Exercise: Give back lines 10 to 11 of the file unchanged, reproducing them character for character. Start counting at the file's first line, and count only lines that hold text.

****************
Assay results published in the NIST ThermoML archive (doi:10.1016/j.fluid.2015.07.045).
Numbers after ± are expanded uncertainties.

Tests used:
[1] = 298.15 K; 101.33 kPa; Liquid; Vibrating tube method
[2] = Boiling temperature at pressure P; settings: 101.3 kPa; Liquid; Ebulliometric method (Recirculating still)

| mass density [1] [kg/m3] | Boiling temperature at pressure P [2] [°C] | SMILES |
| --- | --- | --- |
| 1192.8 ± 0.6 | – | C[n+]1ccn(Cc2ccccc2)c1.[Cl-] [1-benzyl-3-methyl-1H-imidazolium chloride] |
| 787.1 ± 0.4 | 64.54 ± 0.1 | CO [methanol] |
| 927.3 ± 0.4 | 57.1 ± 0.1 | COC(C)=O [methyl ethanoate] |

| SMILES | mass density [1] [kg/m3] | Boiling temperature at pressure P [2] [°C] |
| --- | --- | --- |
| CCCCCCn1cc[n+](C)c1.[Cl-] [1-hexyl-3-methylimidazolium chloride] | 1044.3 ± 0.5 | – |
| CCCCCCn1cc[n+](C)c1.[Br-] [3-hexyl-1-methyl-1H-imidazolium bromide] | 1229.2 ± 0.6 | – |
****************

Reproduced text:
| 927.3 ± 0.4 | 57.1 ± 0.1 | COC(C)=O [methyl ethanoate] |

| SMILES | mass density [1] [kg/m3] | Boiling temperature at pressure P [2] [°C] |